Here’s How To Keep Your Fitness New Year’s Resolutions Without Being Hard On YourselfDecember 23, 2018
For 2019, I’m doing my New Year’s resolutions a little differently. In the past, I’ve fallen into the all-too-familiar trap of burning out of my workout resolutions within the first few months of the new year. The first time I’m hit with a nasty cold, or can’t seem to escape the lure of my latest Netflix obsession, my carefully planned fitness schedule goes out the window, along with my motivation. This year, though, I’m putting a positive spin on things. If prioritizing exercise is one of your goals for 2019, figuring out how to keep your fitness New Year’s resolutions without being hard on yourself isn’t as difficult as you might think.
Generally speaking, the key to keeping up with your resolutions, says Evan Renfroe, a certified personal trainer and nutrition specialist, is finding a balance between knowing what your end goal is, and being kind to yourself along the way. "I personally love the idea of viewing the process like an ‘old school’ lantern," he tells Elite Daily in an email. "The light is only sufficient to illuminate the next couple steps, so we’re following the light of the lantern to guide those steps. Also, we need a direction to go that is aligned with the intended destination."
In other words, straying a few steps away from your goal, no matter what it is, isn’t the end of the world, because you can always regroup and adjust accordingly at any point in time. So remember to be patient with your fitness journey throughout the new year, and keep these five things in mind as you work toward your goals.
Plan to "fail"
During those first few gung-ho days of the new year, it can be tempting to be super strict with yourself in working toward your resolutions, and to assume that meeting your goals equals success, and skipping a day equals failure. But an all-or-nothing outlook like this actually puts you at a disadvantage, says Renfroe.
"We place most (if not all) of the ‘satisfaction’ and ‘fulfillment’ in the expected outcome, deferring any and all enjoyment until the objective (as we initially perceive it) is complete," he explains. The idea of keeping "perfectly" to your resolutions might sound great, but it’s just not reasonable, says Renfroe.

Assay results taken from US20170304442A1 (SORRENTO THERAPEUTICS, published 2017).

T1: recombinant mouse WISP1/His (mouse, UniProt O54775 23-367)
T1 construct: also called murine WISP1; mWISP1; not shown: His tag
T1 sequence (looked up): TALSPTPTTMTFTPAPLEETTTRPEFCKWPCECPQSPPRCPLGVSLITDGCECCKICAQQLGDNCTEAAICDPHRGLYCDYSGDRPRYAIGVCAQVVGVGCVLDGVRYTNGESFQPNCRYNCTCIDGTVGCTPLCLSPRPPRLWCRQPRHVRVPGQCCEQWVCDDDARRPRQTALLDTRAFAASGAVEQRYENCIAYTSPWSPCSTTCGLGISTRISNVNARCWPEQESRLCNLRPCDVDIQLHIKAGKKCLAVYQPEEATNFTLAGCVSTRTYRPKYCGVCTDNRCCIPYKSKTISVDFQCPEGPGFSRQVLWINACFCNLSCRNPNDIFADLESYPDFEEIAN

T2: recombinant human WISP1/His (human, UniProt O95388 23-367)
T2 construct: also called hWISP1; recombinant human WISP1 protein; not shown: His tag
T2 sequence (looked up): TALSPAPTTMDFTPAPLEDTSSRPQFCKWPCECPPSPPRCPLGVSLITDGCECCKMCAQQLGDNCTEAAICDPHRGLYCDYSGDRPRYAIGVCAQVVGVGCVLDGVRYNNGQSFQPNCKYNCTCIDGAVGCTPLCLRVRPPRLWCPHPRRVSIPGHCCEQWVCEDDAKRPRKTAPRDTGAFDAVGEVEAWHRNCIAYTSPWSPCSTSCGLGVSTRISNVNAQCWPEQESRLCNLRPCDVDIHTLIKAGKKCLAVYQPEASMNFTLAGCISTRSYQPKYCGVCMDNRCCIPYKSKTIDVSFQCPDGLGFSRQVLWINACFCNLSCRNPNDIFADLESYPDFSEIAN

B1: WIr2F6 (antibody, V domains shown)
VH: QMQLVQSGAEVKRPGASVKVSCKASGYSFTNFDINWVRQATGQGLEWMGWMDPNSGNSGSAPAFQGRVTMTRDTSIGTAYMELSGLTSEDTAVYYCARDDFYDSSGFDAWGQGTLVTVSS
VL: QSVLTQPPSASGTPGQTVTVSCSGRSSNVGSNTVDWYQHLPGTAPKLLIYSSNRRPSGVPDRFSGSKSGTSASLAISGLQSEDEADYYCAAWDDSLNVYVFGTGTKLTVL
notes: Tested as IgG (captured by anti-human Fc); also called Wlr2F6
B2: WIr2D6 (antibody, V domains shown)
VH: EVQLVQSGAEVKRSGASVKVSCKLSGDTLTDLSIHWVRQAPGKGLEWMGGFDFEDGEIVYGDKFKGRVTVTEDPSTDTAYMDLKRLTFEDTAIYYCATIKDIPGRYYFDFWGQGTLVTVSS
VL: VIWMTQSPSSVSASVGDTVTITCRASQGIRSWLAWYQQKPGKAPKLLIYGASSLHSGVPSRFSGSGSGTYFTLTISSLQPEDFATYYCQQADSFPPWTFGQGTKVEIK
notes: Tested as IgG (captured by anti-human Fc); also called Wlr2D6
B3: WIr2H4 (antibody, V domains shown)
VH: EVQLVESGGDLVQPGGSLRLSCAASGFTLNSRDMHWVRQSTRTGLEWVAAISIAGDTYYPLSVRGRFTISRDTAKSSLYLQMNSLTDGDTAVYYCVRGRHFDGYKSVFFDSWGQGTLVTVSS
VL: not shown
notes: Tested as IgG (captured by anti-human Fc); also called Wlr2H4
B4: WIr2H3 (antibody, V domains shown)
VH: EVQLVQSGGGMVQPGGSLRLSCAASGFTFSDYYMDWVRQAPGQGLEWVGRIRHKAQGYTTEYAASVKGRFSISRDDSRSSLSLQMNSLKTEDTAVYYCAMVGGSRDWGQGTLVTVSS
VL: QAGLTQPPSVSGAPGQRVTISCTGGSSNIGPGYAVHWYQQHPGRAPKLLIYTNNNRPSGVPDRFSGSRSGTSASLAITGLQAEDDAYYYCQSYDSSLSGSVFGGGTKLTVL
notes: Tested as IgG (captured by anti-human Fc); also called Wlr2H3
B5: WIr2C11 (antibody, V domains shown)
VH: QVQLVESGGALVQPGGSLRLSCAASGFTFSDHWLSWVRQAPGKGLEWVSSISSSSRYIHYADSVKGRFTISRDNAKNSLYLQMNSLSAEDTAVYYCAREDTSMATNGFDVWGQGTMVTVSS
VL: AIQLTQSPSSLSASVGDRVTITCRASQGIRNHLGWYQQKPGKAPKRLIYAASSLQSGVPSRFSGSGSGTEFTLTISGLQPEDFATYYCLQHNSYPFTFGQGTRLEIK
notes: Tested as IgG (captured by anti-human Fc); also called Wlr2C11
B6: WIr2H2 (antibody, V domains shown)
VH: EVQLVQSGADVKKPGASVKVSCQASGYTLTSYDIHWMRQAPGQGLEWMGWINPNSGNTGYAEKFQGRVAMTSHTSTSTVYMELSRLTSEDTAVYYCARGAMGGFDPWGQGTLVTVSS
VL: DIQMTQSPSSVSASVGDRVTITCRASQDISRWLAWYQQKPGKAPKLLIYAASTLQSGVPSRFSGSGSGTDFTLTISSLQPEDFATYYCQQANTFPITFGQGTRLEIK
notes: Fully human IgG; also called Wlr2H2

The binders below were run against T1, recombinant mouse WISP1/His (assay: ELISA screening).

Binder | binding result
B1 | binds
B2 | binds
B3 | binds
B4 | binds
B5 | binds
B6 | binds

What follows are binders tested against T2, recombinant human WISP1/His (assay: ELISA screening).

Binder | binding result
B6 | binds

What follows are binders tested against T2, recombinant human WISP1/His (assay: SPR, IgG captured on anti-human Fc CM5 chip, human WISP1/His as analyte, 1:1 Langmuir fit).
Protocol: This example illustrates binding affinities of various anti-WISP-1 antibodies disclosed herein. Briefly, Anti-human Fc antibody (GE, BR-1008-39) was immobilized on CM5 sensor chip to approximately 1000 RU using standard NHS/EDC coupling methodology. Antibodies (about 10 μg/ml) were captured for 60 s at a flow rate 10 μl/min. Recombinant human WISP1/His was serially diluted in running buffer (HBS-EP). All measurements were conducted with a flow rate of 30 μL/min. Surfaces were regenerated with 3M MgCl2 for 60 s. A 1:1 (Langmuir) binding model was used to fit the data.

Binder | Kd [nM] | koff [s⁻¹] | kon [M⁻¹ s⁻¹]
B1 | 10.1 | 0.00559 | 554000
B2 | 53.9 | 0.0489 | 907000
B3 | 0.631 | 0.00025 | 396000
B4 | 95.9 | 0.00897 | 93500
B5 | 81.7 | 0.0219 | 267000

Recognize that you are human, and that you’ll have days when you need to skip the gym in favor of a night out with friends, or even just an ice cream party with yourself at home.
Find a partner
"The mentality of ‘going it alone’ is an unnecessary stress," says Renfroe. Ideally, finding a partner who has similar goals can help you stay balanced along the journey. Not only will they be able to remind you that a good workout session can really benefit your energy levels and your mental health, but they can also encourage you to take a few days to rest if you need them — without beating yourself up over it.
Celebrate small wins
Instead of waiting until you’ve met a big goal to celebrate, try to set little benchmarks along the way so that you feel encouraged on a regular basis, suggests Renfroe. For example, if one of your goals is to be able to do 10 push-ups in a row, take a moment to appreciate yourself when you do crank them out without stopping. "If you like to shop and enjoy the feeling of wearing new workout clothes or shoes, pick a pair of new shoes or activewear you’ve had your eye on," he suggests.
Set broad *and* narrow goals
In past years, I’ve resolved to work on my fitness in a more general way, such as planning to use physical activity to improve my mental health. Other times, I’ve mapped out very narrow goals to achieve, like being able to run a certain number of miles without stopping, or do an unassisted pull-up. But the truth is, according to Renfroe, including both of these approaches is key to meeting your fitness goals.
"If we only set a long-term outcome and lose sight of the process, we may never realize our progress because we’ve never looked down at the process," he tells Elite Daily. "Conversely, if we only look at the daily objectives and never look up to the long-term, we may be ‘off-course’ and never realize it."
Remember your motivation
As you begin to make resolutions for 2019, make sure you keep in mind why you’re setting these goals. "Don’t lose sight of why you’re setting these resolutions. It’s so easy to obsess over the actual ‘resolution’ and lose sight of the reasons and motives behind them," says Renfroe. "The actual resolution is neutral, or even pointless, if not anchored to something of significance."
For example, if you’d love to be able to chase your puppy around all day long, keep that in mind while you’re going for a run or doing sit-ups in the gym, and chances are, thinking of a day at the dog park with your precious fur baby will give you an extra boost of energy.
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